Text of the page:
The Equity of the Crowds
Quick, who is the first name you think of when someone says crowdfunding? We bet it’s Kickstarter. That name has become synonymous with using the crowd to fund projects that would otherwise never see the light of day. But the truth is, crowdfunding really owes its roots to Indiegogo.
They may not have the same notoriety, but Indiegogo CEO and cofounder Slava Rubin is having a great year. They’ve rebranded the site, raised a $40 million Series B, and as of this morning, launched their new mobile app.
Besides the headline-winners like Google’s Nest, clean tech companies have trouble getting any love in the startup world. They’ve had a roller coaster ride in terms of funding the past few years, and the only companies that pull in any mainstream appeal are bizarre pipe dreams like Solar Roadways. But every once in a Read More
Since Solar Roadways reached full funding, many news outlets — ourselves included — have thrown serious shade at the idea that the country might eventually be covered with light-up solar panels.
The founders of Solar Roadways, Scott and Julie Brusaw, have responded to the criticism with a counter-argument/rant on the Solar Roadways site which they’ve titled “Clearing the Freakin’ Air.”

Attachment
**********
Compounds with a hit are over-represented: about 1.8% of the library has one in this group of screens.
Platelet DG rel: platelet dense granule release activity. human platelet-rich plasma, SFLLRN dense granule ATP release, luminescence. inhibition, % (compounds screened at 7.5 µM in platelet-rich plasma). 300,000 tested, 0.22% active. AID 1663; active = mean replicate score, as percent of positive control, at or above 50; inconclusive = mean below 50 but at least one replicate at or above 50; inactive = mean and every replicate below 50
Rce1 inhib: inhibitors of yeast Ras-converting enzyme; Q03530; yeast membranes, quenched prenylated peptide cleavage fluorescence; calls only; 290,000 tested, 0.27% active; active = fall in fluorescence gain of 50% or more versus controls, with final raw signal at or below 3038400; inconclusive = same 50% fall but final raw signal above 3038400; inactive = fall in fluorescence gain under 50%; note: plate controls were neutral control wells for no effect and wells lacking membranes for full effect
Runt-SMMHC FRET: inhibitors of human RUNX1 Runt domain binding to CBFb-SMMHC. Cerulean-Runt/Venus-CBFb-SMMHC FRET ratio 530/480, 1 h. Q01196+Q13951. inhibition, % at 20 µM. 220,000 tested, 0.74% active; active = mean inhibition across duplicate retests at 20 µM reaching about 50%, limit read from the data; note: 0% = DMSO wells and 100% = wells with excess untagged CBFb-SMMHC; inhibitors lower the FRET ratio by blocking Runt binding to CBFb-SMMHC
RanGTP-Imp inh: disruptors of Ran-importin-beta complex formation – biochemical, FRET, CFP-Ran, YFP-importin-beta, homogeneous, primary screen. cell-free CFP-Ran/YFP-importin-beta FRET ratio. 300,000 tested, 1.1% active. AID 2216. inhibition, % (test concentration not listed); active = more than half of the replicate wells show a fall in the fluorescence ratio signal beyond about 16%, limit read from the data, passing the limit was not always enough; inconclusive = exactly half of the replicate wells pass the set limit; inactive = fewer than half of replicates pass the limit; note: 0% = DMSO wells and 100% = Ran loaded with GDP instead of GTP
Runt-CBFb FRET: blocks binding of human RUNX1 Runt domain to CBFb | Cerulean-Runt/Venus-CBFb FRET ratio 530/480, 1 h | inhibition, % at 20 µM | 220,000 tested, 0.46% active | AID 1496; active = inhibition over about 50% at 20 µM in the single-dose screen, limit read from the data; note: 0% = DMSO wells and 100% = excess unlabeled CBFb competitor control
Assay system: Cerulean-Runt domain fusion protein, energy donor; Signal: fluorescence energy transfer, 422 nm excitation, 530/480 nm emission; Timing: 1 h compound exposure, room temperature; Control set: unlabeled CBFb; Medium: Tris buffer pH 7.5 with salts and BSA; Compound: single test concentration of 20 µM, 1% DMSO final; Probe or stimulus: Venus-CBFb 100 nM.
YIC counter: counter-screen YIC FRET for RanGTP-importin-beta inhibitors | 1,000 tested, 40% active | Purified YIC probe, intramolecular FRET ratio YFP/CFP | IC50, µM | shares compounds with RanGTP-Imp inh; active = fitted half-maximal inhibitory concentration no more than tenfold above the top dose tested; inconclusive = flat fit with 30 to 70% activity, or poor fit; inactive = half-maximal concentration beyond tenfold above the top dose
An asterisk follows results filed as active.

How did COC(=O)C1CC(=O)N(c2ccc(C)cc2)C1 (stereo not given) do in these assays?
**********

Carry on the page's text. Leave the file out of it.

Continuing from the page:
Welcome to Freshly Minted, where we examine an overlooked deal or funding announcement in tech from the past week, and tell you what you need to know, and why it matters.
The deal: Solar Roadways, an experimental project to replace every road in the country with light-up solar panels, has raised $1.6 million in funding in the past six weeks.
Solar Roadways has clearly captured the imagination of its backer community, as well as a slew of mainstream media coverage. Since April 21, the crowdfunding campaign has raised $1.6 million to start manufacturing and testing the panels at a larger scale, and has set an Indigogo record for the most individual backers on a single project, at over 35,000.
It’s also impractical, expensive and, as the editors of Equities put it, “really silly.” While the project might make its backers feel like they’re helping contribute to a greener society, there’s no way
The dream of solar roadways — whole roads, driveways and parking lots replaced by light-up solar panels — has been talked about for years as just a pipe-dream for utopian futurists. That is until yesterday, when the quixotic Solar Roadways Indiegogo campaign reached its goal of $1 million in funding.
The company already has working prototypes, but the project will help them manufacture tons of panels and start testing them out on a wider scale. The proposed hexagonal panels stay slightly heated to melt snow and eliminate the need for salting and plowing, and light up with guidelines to eliminate the need for repainting. The working prototypes are made of largely recycled glass and generate enough energy to pay for themselves over a period of many years.